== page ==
[time-nuts] Advantages & Disadvantages of the TPLL Method
magnus at rubidium.dyndns.org
Sun Jun 13 07:47:58 UTC 2010
On 06/13/2010 05:45 AM, WarrenS wrote:
> Thanks for the positive contrbution, A good example of one of the TPLL's
> obvious disadvantages.
> The simple cheap analog version of the TPLL is limited by it's need to
> have a dedicated Ref OSC.
> One way I have got around that problem, which would not apply to all, is
> to put the DUT unit as the controlled OSC, and use a special Tbolt as
> the reference Oscillator.
> The other way around the problem is the Digital version of the TPLL that
> uses DSS.
I think one should best break the TPLL into three different cases, as
they have different characteristics.
> BTW that limitation is not nearly as big as one would think. This is
> because the long term accuracy is already limited by the reference osc,
> so one would not generally use this kind of system out past 1000 sec or
> so anyway. So If doing long term multichannel Osc, One would likely be
> MUCH better off with a more basic undersampled Phase system for long
> term testing and just go thru and cheek each Osc one at time for a short
> time with a low tau tester such as this type.
The TPLL is a mid-tau stability test, since it's sweet-spot is in the
0,1 - 1000 s range. Short-term is better handled in LPLL phase-noise
> Keep the advantages and disadvantages coming in, so the Time Nuts can
> compare which methods work best for their application.
> Now if we just had some place to log the responses.
Could be arranged. Best way would naturally be to whip up a draft
article providing a survey. It may be useful to break up detailed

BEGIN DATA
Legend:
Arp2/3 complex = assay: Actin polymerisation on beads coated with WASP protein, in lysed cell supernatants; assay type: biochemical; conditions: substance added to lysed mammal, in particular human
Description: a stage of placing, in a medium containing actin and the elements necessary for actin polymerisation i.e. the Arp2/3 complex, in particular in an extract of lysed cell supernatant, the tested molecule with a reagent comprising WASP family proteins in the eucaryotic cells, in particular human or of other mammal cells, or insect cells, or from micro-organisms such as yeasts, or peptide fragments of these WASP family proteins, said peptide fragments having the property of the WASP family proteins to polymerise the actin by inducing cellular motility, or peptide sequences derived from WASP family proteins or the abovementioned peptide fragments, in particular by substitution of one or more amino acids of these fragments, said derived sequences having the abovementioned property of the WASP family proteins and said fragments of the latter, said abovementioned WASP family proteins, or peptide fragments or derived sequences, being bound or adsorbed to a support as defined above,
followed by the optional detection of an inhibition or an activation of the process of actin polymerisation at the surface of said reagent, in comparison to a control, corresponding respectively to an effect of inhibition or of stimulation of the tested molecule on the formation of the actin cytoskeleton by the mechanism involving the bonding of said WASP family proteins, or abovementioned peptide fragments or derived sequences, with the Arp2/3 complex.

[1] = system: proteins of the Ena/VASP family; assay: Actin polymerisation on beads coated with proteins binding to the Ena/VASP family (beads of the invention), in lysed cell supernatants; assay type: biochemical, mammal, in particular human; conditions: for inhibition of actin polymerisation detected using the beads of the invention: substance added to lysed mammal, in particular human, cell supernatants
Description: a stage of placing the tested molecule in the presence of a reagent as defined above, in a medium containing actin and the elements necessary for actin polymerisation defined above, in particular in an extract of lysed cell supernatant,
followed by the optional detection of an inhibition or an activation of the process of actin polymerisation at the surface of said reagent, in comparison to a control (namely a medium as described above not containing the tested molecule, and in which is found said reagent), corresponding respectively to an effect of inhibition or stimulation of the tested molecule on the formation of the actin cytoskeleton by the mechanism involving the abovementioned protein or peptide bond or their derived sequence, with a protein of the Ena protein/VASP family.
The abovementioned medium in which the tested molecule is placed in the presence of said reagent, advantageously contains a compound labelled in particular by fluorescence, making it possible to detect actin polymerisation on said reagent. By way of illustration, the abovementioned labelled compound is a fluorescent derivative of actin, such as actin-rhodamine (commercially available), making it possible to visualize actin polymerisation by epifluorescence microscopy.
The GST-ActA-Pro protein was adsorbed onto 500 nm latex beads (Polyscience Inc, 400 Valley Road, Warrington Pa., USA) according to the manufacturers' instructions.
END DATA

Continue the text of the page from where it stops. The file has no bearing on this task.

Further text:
analysis in separate articles. There is many details in this.
> Summery: If you have multi oscillators to test simultaneously that do
> not have EFC input, and that you want to do continuous sampling on, and
> do not have multiple TSC boxes, the TPLL is not the right tool for the job.
Agreed... for large N.
> Be better off with one simple lower resolution multiplexed time stamped
> TI phase system and a single TPLL.
Actually that might not be what you want, the articles Bruce referred to
points out some interesting problems which also needs to be understood
as one progresses down that path.
For me, finding those articles was a good side-consequence of this
> Bruce posted:
>> The poor cost scaling of the tight PLL system is another reason
>> why it has fallen out of favour for those who have more than
>> 2 frequency standards to compare simultaneously.
> Thanks for that opinion, but I don't think we should list the above as a
> unique disadvantage.
> Maybe need a new column heading for that one, Any name suggestions?
It's a conditioned disadvantage, but still a disadvantage. Doesn't apply
for 1 or 2 channel systems.
> Does not sound all that valid or unique of a reason to me.
> It seems the same can be said about a TSC or any new high cost system.
Indeed. This is the N channel condition. The DTMT system proved much
cheaper for many-channel setups. Infact, the many-channel setup
situation has very few solutions even today when looking at commercial
> I would think a more important reason is that the simple TPLL is not a
> universal do all system.
> Because the simple analog version is "Limited by it's reference Osc" in
> many ways,
> This does give it some possible major disadvantages like not working so
> good with a CS or Rb standard.
> If one has more time than money, there are ways around that.
Sure is. The TPLL method does not fit all needs. It's fine, we just need
to quantify properly what needs it fits. The N-channel case is a
limitation which may or may not apply to a particular case.
For most hobbyists and many commercial usages, the N-channel case is not
a serious limit.
It could also be argued that for small N (say 8) the cost would still
not be prohibiting. Personally I lack mixers and such to setup an
8-channel system, as I already have more than 8 10811 and an 8-channel
ADC system suitable for the task. Oh, I still count myself as a hobbyist.
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